The scheduler stated I was being junior manned. I was to deadhead to a different hub, fly to a reduced rest overnight, fly back to that same hub and deadhead home. Expected time back at home was 1:35PM. Problem.

My wife and I only pay for day care 3 days a week. Part time. This week they were expecting us Monday, Wednesday (my day off but I picked up a 6 hour overtime turn), and Friday.

I accepted the assignment and called my wife to see if she could work from home. Sometimes she can. Not this week. Spoke with my Chief Pilot. He told me to advise them I have a child to care for and could not accept the assignment. I also called my union rep to see if there were any repercussions. He stated I could be given a "failed to report for an assignment." This would stay on my record forever. Ugh.

I called scheduling back and told them the situation. They pulled me off the trip and put me back on standby. No marks on my record. Nice.

I was never called again last night. This morning I look at the flight they wanted me to do. The flight left 3 hours late due to the reserve Captain arriving 2 hours late. They arrived 3 1/2 hours late. The morning flight has been pushed back 4 hours (as they appear to have smartly requested 8 hours behind the hotel door).  If I had done that flight I would not be home in base until at least 5PM today.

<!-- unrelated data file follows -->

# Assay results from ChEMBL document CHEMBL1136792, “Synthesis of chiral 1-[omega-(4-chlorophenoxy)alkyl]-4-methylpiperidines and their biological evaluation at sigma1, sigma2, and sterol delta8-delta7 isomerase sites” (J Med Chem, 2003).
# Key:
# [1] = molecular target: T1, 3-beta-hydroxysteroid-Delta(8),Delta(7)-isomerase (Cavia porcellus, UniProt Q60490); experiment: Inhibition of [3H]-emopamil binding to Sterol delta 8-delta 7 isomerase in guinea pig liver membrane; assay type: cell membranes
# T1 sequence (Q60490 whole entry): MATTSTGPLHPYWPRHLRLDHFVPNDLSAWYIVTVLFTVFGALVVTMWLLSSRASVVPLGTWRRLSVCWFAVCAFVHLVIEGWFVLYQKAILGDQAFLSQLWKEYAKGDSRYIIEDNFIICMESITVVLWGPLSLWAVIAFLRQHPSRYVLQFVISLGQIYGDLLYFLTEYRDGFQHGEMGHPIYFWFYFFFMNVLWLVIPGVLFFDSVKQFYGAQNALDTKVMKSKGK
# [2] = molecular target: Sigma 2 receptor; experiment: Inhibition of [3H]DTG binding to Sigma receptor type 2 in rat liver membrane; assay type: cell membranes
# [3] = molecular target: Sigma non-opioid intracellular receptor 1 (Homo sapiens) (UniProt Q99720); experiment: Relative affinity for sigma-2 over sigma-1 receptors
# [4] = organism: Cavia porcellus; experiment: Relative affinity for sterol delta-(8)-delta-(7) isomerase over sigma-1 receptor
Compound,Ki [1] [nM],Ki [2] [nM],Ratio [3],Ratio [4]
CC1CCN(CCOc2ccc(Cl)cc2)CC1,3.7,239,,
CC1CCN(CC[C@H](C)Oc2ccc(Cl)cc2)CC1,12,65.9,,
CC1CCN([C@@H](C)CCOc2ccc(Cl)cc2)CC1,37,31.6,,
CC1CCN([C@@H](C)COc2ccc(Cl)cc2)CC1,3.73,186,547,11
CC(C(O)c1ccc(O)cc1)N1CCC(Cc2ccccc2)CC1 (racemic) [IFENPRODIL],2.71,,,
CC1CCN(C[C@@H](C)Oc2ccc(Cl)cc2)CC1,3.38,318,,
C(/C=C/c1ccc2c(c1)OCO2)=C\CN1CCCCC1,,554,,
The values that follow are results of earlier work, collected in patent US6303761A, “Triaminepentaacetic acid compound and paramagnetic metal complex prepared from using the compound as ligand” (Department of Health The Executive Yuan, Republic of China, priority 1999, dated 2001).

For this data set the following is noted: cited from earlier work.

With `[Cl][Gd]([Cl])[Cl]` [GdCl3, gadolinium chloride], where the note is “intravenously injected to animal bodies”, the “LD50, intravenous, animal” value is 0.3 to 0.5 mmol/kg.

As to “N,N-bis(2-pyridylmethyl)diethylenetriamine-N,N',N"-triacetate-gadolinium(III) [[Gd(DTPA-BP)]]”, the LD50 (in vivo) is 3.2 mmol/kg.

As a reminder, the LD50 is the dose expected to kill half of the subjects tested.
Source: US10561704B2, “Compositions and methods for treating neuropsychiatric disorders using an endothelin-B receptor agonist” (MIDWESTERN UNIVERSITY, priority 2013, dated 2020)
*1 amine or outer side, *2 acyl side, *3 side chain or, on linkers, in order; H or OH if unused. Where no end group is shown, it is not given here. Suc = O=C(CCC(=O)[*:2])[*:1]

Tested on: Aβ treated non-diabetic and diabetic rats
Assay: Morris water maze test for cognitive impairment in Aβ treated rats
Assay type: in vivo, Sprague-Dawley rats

This was the first time I had to refuse an assignment due to needing to care for my daughter. I am sure it won't be the last. Family comes first.

Thursday, February 3, 2011

Know the rules, don't let scheduling push your limits

This post starts where the previous post ended.

I blocked in from a reserve assignment on Tuesday. I had Wednesday thru Friday OFF.

During the taxi in a message printed out on the flight deck printer telling me I had been assigned additional flying. This print out is NOT official communication. Official communication requires two way communication. This print out is one way. The printer could also be broken, out of paper or ignored.

After blocking in the whole crew was tired. I needed food.

I did my post flight and checked my schedule (as required to by contract after completing a reserve assignment).  I was assigned to fly back to the same city I just left for an overnight. Junior man assignment. Checking my schedule is considered official communication as they can tell when I checked it. It was an official assignment.

My contract states scheduling will give crew members time to eat and "use the facilities". Additionally I only planned to be away from home for 3 days. I didn't pack enough clothes, medication or contact lenses for another overnight. I'm required to wear corrective lenses to fly.